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MEN’S VOLLEYBALL

Rules of the Game

Collegiate volleyball is an indoor team sport.  Courts are divided into 29 ½ foot square halves, separated by a 39 inch net that is 7 feet 11 5/8 inches above the floor.  Each team occupies one of the court halves, and players may not cross into the opponent’s half.  Penn State’s men’s volleyball team plays its home matches in Rec Hall.

Matches consist of a maximum of five games; to win a match, a team must win three games. The first team to score 25 points wins the game, but if a fifth game must be played, the first team to score 15 points wins the game and match.  (Note: In all games, a team must be at least two points ahead of its opponent to win, so that if the score of a game is 24-24, then the winning team must score 26 points).  A team scores a point when one of its players hits the ball over the net and the opposing team cannot return it, or returns or serves it out of bounds.  A team may score a point regardless of whether one of its players is serving; this is referred to as “rally” scoring.

A team must have six players on court for all points.  These players rotate positions on the court as points are scored; one player, the libero (defensive specialist), may remain in the defensive backcourt, and may (but is not required to) serve when it is his turn.  Players may be substituted after each point. Players may hit/touch the ball with any part of their body.  A team is allowed to hit the ball no more than three times before it goes over the net; blocking an opponent’s shot does NOT count as a hit.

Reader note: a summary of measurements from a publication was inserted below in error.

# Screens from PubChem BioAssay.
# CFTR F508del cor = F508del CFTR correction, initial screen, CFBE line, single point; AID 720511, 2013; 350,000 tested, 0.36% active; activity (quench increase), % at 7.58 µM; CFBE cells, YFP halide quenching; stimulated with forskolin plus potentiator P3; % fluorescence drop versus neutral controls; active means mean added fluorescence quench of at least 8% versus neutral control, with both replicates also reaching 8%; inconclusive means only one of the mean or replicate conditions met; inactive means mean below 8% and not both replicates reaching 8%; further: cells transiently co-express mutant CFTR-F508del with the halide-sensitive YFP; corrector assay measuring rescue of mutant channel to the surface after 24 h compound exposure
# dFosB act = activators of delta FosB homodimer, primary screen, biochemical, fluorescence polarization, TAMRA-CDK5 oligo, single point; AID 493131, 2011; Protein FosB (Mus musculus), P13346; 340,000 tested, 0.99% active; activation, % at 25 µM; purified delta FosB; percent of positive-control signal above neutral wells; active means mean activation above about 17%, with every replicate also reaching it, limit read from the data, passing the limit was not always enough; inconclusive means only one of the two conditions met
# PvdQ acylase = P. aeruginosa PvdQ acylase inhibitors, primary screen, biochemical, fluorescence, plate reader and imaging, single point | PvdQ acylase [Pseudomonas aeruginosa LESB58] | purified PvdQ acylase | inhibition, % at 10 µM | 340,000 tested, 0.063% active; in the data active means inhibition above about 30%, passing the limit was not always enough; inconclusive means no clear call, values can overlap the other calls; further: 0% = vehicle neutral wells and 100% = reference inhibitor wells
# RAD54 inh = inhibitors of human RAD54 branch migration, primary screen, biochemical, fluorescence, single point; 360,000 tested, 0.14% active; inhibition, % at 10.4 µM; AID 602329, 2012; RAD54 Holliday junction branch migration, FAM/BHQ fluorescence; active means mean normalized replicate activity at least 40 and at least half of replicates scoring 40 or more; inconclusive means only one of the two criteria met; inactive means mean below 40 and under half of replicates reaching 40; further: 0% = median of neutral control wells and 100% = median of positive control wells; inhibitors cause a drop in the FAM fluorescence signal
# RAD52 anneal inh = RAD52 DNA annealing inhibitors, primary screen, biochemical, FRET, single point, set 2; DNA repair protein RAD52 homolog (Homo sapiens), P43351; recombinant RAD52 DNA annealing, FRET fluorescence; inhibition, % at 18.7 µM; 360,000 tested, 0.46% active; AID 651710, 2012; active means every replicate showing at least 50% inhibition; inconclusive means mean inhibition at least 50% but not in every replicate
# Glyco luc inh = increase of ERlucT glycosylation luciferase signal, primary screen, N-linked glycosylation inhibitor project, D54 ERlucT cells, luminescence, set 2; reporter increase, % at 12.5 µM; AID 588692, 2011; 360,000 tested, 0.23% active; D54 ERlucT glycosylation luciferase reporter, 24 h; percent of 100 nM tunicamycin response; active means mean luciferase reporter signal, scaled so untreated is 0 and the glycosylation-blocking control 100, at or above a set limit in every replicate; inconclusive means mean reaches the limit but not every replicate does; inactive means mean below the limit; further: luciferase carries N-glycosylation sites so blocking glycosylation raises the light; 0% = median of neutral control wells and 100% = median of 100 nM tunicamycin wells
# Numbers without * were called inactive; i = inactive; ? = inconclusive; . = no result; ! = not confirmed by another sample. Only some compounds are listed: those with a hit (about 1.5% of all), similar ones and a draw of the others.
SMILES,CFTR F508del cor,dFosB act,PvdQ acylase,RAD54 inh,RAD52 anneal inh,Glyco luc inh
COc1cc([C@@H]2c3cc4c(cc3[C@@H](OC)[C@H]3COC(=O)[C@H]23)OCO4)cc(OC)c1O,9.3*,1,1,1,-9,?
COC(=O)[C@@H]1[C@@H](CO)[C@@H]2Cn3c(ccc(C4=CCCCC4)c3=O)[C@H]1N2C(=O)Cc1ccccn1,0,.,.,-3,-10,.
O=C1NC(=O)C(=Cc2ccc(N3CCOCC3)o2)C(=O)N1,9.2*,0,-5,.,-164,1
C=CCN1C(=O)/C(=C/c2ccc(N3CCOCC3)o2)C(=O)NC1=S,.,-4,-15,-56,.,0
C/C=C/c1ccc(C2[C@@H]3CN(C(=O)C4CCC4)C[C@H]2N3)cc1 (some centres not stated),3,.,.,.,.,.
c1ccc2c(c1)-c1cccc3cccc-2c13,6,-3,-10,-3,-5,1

Penn State Men’s Volleyball History

The Penn State men’s volleyball team began varsity competition in 1977 under coach Tom Tait, who also was the first women’s varsity volleyball coach.  Tait guided the Nittany Lions to two Eastern Intercollegiate Volleyball Association (EIVA) titles, five national championship tournament appearances, and a national runner-up finish in 1982, and was named EIVA coach of the year four times.  For these accomplishments, Tait is considered to be the “father of Penn State volleyball.”  In 2007, he was recognized by the U.S. Volleyball Association as an All-Time Great Coach.  In 2012, he was an inaugural inductee in the EIVA Volleyball Hall of Fame.